This dispute about women playing on turf versus men playing on grass is part of a longer history of discrimination within the sport. Sepp Blatter, the president of FIFA, is famous for the sexist things he says. Last year, the single female member on FIFA’s 12-person Independent Governance Committee board quit after being open about the sexism endemic in FIFA. Sports writer Kate Fagan has argued that one way to root out sexism in the sport is to have more women in leadership positions within FIFA. In addition to the one-woman Independence Governance Committee, FIFA’s 25-person executive committee has only one woman—Lydia Nsekera of Burundi—and she has been there for about a year. Fagan says that the decision to include Nsekera on the committee is itself ridiculous: “FIFA decided to designate one seat on the executive committee for a woman, initially labeling the position as the ‘representative of women's football.’ That was crossed out—literally, there is a line through it in the FIFA documents—in favor of ‘female member of the executive committee.’” They drew a line through their sexism as if that would take care of it.
FIFA chief Sepp Blatter has faced criticism for sexism long before this current turf war. Photo by TheSportReview.com.
Last month, Grant Wahl wrote a piece at SI.com that began thusly, “Chances are, if you’re a woman and you’ve had much contact with the leadership of FIFA, you have a story to tell about sexism and soccer’s world governing body.” Wahl goes on then to chronicle some of those stories. He also interviewed Julie Foudy, who played for the US team for 17 years and is now a commentator. She told Wahl that part of the issue is the lack of support for women’s teams on the national level. She wants to see "more national federations be mandated by FIFA to provide real support for their women’s programs.” These words seem prescient now that Trinidad and Tobago’s women’s team coach was begging on Twitter just this week for financial help for his team. Only days earlier, the New York Times ran a feature on Haiti’s women’s soccer team that said the team will “largely fund itself, and mostly outside Haiti.” The literal turf battle now being fought in the Ontario court is the tip of an old, large iceberg.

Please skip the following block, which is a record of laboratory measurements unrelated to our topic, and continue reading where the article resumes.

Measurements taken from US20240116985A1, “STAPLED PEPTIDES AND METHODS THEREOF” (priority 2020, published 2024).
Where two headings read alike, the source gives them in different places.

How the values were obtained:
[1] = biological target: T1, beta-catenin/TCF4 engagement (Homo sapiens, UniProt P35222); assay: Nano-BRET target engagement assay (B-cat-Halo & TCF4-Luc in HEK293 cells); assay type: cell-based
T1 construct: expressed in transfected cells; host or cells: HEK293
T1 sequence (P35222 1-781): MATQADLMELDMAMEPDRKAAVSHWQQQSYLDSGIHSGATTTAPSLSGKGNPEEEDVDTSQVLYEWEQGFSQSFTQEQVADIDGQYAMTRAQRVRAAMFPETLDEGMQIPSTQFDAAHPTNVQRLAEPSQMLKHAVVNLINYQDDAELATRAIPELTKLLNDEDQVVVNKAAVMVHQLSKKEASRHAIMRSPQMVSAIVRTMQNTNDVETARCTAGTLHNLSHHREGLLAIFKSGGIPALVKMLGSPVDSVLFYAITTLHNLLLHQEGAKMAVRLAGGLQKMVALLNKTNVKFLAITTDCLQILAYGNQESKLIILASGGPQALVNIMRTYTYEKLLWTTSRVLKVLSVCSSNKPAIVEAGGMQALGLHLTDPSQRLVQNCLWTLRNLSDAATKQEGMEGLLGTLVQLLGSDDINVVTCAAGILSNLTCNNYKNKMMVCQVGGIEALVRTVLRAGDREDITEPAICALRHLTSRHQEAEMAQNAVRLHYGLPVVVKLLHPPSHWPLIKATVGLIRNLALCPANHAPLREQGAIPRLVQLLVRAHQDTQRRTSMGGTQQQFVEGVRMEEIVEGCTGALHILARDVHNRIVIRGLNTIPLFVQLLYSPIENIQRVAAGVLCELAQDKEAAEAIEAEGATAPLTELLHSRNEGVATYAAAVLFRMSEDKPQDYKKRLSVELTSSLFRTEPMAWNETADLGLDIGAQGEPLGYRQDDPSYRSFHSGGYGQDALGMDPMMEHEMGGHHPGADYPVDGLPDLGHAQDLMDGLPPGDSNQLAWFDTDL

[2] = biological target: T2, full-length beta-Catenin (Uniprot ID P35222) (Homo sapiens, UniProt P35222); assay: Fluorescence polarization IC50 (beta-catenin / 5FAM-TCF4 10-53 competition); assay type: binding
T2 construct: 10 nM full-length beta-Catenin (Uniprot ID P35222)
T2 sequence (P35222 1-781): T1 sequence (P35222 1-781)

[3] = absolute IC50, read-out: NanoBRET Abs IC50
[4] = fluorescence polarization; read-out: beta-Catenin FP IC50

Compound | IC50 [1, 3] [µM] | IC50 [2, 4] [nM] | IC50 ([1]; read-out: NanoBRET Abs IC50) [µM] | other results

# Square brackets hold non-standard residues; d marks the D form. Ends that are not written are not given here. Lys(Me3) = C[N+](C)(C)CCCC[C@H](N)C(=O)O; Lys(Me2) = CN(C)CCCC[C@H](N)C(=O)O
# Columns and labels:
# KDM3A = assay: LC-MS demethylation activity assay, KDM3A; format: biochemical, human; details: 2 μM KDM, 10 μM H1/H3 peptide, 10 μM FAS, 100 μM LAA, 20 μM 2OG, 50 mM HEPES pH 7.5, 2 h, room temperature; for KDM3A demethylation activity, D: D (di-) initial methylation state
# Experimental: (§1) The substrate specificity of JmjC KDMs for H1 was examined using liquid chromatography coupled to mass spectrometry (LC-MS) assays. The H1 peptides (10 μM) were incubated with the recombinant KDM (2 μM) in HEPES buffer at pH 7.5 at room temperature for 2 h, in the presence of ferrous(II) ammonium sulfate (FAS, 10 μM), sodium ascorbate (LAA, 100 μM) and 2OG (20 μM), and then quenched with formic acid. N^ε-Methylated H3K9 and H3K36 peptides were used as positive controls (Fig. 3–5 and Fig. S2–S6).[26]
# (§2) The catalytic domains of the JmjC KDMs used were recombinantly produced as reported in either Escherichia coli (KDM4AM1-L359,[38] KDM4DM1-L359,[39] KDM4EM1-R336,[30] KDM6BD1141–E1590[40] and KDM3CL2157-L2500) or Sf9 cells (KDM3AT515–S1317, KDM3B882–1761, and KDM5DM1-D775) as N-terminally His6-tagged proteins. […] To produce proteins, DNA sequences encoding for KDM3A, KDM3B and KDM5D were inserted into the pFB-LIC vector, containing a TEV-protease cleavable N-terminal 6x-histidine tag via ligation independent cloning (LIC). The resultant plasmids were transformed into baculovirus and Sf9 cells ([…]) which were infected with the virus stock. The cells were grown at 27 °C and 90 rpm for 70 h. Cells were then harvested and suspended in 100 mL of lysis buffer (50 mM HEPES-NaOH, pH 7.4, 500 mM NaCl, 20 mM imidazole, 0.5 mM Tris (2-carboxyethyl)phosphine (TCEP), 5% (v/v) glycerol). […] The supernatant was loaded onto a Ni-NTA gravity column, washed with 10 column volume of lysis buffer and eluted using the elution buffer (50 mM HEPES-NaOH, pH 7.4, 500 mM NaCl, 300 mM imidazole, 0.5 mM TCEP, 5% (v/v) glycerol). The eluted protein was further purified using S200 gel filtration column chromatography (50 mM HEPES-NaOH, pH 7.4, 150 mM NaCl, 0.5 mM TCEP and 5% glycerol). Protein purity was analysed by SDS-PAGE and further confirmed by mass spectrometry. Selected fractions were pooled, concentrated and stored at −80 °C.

Former US soccer team player Julie Foudy wrote an op-ed for ESPNW about the use of turf in next year’s World Cup and concluded:
“The best argument for why FIFA should put in grass is because it is the right thing to do. Not because of gender, not because of discrimination, not because of external pressure. But for the growth of the game, for the beauty of the game, for the love of the game.”
Abby Wambach et al have said they will not, in the end, boycott the Cup if the lawsuit does not go their way. But, like Foudy, they simply want to see the right thing done. Germany’s goalie Nadine Angerer told reporters, “I think the FIFA and the Canadian Soccer Association should give us the best opportunity to play our game and show our best performance and give us the best opportunity.”
Jessica Luther is a writer and journalist currently under contract to write a book on college football and sexual assault.